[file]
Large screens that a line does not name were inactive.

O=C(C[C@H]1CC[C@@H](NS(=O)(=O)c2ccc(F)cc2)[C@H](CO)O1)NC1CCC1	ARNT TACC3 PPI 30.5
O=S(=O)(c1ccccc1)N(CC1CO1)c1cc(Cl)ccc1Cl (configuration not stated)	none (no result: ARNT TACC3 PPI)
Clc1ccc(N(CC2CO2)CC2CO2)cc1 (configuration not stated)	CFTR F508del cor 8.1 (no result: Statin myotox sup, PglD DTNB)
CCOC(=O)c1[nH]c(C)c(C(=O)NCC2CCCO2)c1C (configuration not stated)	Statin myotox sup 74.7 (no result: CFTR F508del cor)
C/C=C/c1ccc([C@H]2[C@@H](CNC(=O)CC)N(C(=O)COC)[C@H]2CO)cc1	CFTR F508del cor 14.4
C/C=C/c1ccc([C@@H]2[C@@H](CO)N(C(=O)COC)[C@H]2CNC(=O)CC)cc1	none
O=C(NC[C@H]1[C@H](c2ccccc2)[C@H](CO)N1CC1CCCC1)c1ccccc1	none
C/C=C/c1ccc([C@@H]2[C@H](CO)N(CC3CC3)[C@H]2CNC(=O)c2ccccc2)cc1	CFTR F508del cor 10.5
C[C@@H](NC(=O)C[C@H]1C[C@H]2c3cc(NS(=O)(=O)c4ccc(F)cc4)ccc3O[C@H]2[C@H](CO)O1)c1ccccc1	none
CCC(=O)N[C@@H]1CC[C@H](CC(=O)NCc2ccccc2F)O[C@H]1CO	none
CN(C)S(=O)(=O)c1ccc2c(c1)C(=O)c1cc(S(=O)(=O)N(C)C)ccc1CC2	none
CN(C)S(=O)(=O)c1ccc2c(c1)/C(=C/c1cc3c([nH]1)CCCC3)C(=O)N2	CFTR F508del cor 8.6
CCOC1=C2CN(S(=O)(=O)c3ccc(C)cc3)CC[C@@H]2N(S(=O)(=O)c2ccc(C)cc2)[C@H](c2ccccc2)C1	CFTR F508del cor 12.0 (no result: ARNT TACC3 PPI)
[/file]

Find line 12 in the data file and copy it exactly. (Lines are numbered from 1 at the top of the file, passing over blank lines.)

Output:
CN(C)S(=O)(=O)c1ccc2c(c1)C(=O)c1cc(S(=O)(=O)N(C)C)ccc1CC2	none